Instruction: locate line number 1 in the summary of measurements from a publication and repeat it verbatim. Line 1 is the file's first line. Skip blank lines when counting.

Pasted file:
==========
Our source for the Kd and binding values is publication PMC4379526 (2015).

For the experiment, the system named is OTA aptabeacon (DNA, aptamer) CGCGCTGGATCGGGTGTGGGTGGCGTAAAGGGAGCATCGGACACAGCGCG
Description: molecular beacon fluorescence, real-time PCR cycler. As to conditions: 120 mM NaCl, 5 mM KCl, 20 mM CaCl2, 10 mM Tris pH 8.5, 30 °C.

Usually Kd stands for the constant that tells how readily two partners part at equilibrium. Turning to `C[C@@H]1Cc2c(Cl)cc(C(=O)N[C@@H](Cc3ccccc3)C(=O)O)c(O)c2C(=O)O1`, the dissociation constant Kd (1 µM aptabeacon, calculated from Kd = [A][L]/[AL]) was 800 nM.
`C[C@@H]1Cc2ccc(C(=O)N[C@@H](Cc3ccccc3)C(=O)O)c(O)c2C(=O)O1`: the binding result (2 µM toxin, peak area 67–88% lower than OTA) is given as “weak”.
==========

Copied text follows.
Our source for the Kd and binding values is publication PMC4379526 (2015).